I would think, if a young man respected and valued himself, he wouldn’t be permanently damaged by this revelation. I would think that a young man of regular intelligence who’s willing to work could still find his way in a world where women compete with him. Where his achievement was real, not based on placing obstacles in womens’ way. He may not be a king anymore, but he could be an equal citizen. If he thought about it, he might even figure that it’s better to be with women who are equals, and therefore maybe less likely to either bleed him dry or just resent his always expecting them to pick up his underwear.

If he thought about it.

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Responses

  1. I got an electrical engineering degree and the M:F ratio was about 5:1. The ratio in leadership positions, however, (in technical and honors societies) was closer to 1:1. In my opinion, GPA only matters for landing your first job, after that they’re looking at your experience. Also, getting a college education sets you up to be an employee, not a business owner. Rich Dad says the A students end up working for the C students and the B students work for the government.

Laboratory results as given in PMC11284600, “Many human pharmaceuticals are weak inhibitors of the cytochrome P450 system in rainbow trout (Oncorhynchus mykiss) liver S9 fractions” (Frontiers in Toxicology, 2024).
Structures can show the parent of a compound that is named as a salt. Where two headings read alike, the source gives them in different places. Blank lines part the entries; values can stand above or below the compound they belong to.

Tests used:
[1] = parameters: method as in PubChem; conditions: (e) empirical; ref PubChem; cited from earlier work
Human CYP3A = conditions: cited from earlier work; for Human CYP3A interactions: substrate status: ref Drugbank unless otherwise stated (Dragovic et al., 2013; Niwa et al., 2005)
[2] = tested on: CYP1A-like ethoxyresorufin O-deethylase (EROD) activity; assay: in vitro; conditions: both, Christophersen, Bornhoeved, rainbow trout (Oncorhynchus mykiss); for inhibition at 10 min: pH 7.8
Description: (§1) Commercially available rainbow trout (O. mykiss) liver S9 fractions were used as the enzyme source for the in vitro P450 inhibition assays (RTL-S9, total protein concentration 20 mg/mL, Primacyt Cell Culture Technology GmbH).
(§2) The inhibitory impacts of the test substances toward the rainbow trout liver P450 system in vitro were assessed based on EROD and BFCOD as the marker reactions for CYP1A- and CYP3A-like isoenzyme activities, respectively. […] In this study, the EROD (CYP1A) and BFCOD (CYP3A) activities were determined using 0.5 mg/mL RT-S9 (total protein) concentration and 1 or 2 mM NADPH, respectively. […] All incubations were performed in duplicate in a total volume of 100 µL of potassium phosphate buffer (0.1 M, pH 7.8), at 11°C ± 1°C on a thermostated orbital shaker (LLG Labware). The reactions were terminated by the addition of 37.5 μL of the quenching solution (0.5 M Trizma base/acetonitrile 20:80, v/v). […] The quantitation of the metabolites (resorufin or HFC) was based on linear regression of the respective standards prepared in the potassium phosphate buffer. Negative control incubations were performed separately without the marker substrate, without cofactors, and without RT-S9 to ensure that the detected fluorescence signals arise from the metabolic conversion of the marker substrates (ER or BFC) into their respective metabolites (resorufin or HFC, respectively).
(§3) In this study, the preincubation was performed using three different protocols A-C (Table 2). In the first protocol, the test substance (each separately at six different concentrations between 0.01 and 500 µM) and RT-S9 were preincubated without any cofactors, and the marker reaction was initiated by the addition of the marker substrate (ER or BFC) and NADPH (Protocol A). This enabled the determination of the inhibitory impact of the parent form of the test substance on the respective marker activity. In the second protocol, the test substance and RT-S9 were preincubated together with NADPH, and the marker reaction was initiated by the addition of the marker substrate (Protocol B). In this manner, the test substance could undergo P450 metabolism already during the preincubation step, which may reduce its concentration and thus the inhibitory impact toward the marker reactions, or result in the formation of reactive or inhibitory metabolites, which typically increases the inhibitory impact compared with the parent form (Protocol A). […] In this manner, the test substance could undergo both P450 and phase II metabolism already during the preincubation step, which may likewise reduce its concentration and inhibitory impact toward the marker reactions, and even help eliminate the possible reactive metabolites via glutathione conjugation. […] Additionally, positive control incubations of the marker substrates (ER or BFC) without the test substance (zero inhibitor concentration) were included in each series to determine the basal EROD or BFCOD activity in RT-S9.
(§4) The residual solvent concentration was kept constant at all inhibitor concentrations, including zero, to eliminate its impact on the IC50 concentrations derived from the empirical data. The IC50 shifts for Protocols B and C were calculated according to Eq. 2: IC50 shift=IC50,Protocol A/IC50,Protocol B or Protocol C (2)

For really demanding jobs, the best setup is probably to have one person in a marriage totally dedicated to making the money and the other person running backup – taking care of housework, the kids, keeping track of business contacts, keeping up the social calendar, etc. It probably doesn’t matter so much who does what… but female does have that childbirth and subsequent breastfeeding thing going on and male might have an easier time in the corporate/political world.

    Just my 2 cents.